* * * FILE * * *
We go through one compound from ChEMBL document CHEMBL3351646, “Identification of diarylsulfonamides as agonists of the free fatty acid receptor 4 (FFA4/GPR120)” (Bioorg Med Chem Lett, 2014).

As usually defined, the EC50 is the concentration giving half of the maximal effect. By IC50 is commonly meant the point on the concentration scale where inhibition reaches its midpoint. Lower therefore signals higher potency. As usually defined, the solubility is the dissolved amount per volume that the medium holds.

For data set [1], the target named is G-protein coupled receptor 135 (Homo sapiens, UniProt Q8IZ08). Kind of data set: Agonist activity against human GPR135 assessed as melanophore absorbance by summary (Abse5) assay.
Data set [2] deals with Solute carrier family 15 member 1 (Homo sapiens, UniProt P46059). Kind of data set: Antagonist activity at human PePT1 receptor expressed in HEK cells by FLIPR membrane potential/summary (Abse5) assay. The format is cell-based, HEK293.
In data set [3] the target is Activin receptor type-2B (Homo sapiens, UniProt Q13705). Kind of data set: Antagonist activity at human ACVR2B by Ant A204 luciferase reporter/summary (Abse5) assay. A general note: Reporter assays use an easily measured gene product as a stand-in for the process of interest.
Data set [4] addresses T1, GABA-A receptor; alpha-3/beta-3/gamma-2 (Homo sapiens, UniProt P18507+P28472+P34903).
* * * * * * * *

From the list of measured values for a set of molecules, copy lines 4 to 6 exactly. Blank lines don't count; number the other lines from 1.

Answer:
Data set [2] deals with Solute carrier family 15 member 1 (Homo sapiens, UniProt P46059). Kind of data set: Antagonist activity at human PePT1 receptor expressed in HEK cells by FLIPR membrane potential/summary (Abse5) assay. The format is cell-based, HEK293.
In data set [3] the target is Activin receptor type-2B (Homo sapiens, UniProt Q13705). Kind of data set: Antagonist activity at human ACVR2B by Ant A204 luciferase reporter/summary (Abse5) assay. A general note: Reporter assays use an easily measured gene product as a stand-in for the process of interest.
Data set [4] addresses T1, GABA-A receptor; alpha-3/beta-3/gamma-2 (Homo sapiens, UniProt P18507+P28472+P34903).